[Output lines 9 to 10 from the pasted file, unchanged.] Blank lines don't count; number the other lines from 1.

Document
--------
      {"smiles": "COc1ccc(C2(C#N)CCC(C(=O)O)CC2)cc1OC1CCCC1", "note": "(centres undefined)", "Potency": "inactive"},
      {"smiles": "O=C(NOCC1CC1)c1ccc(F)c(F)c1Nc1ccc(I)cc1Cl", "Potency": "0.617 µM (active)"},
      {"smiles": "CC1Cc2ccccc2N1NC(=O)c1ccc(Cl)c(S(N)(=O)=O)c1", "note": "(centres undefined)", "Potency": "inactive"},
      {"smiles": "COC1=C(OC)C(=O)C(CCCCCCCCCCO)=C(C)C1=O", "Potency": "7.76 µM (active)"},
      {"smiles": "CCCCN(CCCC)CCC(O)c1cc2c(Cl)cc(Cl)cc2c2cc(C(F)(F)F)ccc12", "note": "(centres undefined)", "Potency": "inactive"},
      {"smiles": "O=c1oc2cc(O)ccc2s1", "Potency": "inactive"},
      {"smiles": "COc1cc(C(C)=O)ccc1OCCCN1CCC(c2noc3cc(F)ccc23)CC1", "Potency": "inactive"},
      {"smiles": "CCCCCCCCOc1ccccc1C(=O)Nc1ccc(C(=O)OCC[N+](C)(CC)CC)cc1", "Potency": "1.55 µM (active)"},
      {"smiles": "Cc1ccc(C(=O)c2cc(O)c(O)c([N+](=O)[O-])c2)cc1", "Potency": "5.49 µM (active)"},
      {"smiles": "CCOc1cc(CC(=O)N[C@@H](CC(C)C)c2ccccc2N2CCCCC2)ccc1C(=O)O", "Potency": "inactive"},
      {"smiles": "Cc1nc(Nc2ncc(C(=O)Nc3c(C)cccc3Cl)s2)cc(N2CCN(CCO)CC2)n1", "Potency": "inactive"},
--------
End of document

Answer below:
      {"smiles": "Cc1ccc(C(=O)c2cc(O)c(O)c([N+](=O)[O-])c2)cc1", "Potency": "5.49 µM (active)"},
      {"smiles": "CCOc1cc(CC(=O)N[C@@H](CC(C)C)c2ccccc2N2CCCCC2)ccc1C(=O)O", "Potency": "inactive"},